Origins of the Korean labour movement
Kwon, Seung-ho, and Leggett, Chris (1995) Origins of the Korean labour movement. Policy, Organisation and Scociety, 10. pp. 3-26.
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[Extract] Since the mid-1980s, industrial relations researchers (Kim Byung-whan, 1988; Park Yong-ki, 1993, 137-171) and other social scientists, for example Wilkinson (1994a, 79-114; 1994b) have directed their attentions to industrial relations and, even more focussed, to labour organisations (Kim Hwang-joe, 1993, 133-161) in South Korea (the Republic of Korea, hereafter referred to as Korea). Others (Yoo Sangjin and Lee Sang M, 1993) have emphasised the uniqueness of Korea's business conglomerates, especially their relationship with the state (Moon Chung-in, 1994, 142-166), and including their employment practices (Kwon Seung-ho and Leggett, 1994). Australian researchers have sought lessons for Australian public policy from the Korean industrial relations phenomena (Lansbury and Zappala, 1990) and, attracted by Korea's status, along with Taiwan, Singapore and Hong Kong, as an Asian Newly Industrialised Country (NIC), some American and Korean scholars (Deyo, 1989; Koo, 1990; Vogel, 1991) have inter alia used comparative methods to illustrate the directive role of the state in shaping the industrialisation process. In particular, for Korea, it has been the apparent political transition of the country from state authoritarianism towards a more democratic scheme of things that has inspired the more recent commentators (Rauenhorst, 1990).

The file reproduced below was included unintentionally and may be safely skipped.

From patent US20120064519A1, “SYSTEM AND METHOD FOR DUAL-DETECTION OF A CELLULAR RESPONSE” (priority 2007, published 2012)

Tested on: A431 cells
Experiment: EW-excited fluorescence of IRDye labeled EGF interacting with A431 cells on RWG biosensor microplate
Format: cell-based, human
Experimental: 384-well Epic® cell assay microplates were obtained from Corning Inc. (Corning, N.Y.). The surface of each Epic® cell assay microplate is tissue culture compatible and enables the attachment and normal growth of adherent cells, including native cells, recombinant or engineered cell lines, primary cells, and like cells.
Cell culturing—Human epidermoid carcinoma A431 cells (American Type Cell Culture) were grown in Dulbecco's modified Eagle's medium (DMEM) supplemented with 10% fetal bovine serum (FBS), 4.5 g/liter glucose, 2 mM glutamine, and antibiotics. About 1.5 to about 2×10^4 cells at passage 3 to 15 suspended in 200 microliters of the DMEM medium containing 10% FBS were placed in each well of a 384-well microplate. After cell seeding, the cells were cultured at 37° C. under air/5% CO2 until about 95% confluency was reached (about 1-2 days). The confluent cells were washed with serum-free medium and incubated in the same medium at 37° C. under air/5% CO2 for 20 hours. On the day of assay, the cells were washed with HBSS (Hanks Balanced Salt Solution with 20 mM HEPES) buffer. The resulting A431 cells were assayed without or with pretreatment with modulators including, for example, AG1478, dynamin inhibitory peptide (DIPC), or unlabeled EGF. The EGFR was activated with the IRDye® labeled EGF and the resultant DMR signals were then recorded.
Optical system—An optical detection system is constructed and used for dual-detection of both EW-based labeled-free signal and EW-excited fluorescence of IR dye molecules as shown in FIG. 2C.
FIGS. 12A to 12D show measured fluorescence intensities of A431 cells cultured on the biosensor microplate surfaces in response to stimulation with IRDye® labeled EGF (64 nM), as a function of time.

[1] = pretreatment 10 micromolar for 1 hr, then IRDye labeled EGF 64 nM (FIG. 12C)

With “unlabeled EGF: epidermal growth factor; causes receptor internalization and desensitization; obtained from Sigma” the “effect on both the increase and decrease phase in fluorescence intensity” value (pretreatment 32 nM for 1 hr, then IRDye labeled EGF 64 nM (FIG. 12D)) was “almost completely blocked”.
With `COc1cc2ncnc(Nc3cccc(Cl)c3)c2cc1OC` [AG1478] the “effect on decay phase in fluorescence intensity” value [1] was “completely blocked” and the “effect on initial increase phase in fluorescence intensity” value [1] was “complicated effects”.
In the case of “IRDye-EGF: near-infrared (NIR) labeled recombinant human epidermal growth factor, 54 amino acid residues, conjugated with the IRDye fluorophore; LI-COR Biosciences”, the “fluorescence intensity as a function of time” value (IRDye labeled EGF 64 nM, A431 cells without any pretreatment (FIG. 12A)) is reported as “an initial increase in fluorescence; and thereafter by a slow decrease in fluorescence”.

|Item Type:||Article (Refereed Research - C1)|
|Keywords:||trade unions, industrial relations, South Korea|
|Date Deposited:||19 Sep 2011 23:15|
|FoR Codes:||15 COMMERCE, MANAGEMENT, TOURISM AND SERVICES > 1503 Business and Management > 150306 Industrial Relations @ 100%|
|SEO Codes:||91 ECONOMIC FRAMEWORK > 9104 Management and Productivity > 910401 Industrial Relations @ 100%|